The ‘threat’ of social media trends towards SEO is still relevant today, with TikTok becoming the latest SEO “killer” on the horizon.

All in all, it’s true that search behaviors change as a result of new platforms. In some cases a query can be better answered within a social media thread than in a search engine, but from a publishing perspective, this simply means you should capitalize on the opportunity social media offers alongside your organic search strategies.

Google’s Penguin Update – 2012

Google’s Penguin algorithm update – launched in 2012 and made part of the core algorithm in 2016 – also caused panic in the SEO industry. It reduced the influence of low-quality and manipulative link schemes on the rankings of websites.

Thomas Frenkiel, SEO Strategist at, recalls.

“Penguin was a large Google update to fight link spam and to ensure high-quality search results for users. While SEO has never died … [It] changed. ”

“When people use the phrase “SEO is dead” they usually mean that “the spammy attempts to cheat the Google algorithm don’t work anymore.” If you are in SEO and creating an excellent website with great content and working on the brand, you are fine.”

SEO wasn’t under attack per se, but Penguin was a significant attempt to stamp out crummy strategies that reduced the quality of search results. Most SEOs simply adapted to the changes and improved their methods.

SEO agency Founder Freddie Chatt talked to us about how the update changed his approach.

“[Penguin] had an enormous impact on link schemes. It was the first step on the journey from quantity to quality. I now focus my link building on the highest quality and relevance to ensure a clean and natural backlink profile.”

Again, SEO simply adapted to the changes. It didn’t die as many people predicted. Link quality, along with content quality are continuous focal points of the Google algorithm. As recently as last December, Google released another Link Spam Update, a decade after the Penguin update, as backlinks remain as one of the most essential ranking factors.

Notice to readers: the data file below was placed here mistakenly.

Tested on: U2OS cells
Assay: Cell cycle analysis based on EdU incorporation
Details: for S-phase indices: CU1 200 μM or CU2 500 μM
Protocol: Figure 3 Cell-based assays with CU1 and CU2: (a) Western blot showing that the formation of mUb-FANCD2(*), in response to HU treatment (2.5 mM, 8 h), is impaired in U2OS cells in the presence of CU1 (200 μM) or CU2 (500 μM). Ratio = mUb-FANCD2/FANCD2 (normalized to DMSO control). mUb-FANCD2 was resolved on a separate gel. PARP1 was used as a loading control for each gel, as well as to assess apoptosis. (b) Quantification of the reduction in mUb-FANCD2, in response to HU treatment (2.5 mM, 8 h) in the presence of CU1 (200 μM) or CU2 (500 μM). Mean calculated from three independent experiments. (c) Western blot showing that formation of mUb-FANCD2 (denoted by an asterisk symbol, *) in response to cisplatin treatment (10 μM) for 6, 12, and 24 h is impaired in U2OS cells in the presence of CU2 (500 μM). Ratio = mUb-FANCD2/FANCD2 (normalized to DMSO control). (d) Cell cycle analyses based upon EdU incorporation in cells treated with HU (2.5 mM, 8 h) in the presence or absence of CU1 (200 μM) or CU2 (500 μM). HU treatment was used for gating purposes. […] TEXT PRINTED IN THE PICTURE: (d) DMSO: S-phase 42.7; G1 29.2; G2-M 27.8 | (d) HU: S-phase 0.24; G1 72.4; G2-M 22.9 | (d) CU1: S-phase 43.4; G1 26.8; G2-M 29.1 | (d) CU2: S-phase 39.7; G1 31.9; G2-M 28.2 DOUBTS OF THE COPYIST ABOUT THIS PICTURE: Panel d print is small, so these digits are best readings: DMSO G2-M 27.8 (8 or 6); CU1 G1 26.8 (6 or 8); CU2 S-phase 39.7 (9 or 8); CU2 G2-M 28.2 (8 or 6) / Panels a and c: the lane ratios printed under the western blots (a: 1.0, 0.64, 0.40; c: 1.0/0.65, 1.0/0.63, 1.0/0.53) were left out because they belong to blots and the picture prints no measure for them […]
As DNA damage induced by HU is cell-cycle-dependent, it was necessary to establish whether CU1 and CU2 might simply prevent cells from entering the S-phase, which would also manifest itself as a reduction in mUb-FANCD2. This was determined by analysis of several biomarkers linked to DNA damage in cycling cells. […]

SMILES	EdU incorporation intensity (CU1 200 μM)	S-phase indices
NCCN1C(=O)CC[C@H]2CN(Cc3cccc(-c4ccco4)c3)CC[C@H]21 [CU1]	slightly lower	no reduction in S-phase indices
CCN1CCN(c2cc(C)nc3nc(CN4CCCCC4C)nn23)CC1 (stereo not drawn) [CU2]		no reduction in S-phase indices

How the Penguin update changed SEO

Google’s Hummingbird Update – 2013

Google’s Hummingbird algorithm update also threatened to kill SEO (at least at the time) because of its focus on user intent. Instead of forwarding users to sites containing keywords in search terms, the platform also took the intent of the search into account.

For instance, Google started differentiating between users looking for products and services and those looking for information and entertainment.

Hummingbird supposedly killed SEO because it made traditional keyword optimization “obsolete”.

Websites that relied on stuffing keywords and creating thin content offering little benefit to the user could not rank as well as they used to on Google.

Instead, they had to offer useful, well-researched content to provide the search giant’s users with the information they were seeking.

“I still recall Google’s 2013 Hummingbird algorithm update, which sought to enhance search results by better comprehending the motivation behind a user’s inquiry,” SEO Consultant Jeff Romero, told us.

“Members of the SEO community frequently predicted the “death of SEO,” as well as the failure of established strategies like keyword stuffing and linking.”

But, of course, that didn’t happen. Jeff and others simply changed how they approached SEO to create more thorough and valuable content, differentiating their strategic focus between “money” keywords and long-tail keywords.

The result was more relevant, helpful results for users, and improved visibility for clients.

How the Hummingbird update changed SEO

Featured Snippets – 2014

Featured snippets were another “SEO killer.” This update saw Google displaying answers to users’ questions within search results pages instead of requiring them to click through to the page containing the text. As such, SEOs and their clients worried that Google may have just killed website traffic altogether.

Hall Analysis’s Joe Hall, an SEO consultant, got caught up in the panic.

“Many SEOs, including myself, felt it would kill SEO as a viable marketing channel.”

But things weren’t as bad as expected.

“Data showed that these snippets actually sent more organic traffic to sites that attained them,” Joe told us. “Also, many users still scroll further down the results to other listings, increasing overall engagement.” 

Yet again, SEO adapted, survived, and thrived as a result.

The RankBrain Algorithm – 2015

The RankBrain algorithm arrived in 2015 and immediately began causing jitters in the SEO community. The update made it harder for SEO experts to manipulate or predict Google’s rankings using keywords, links, or other traditional signals.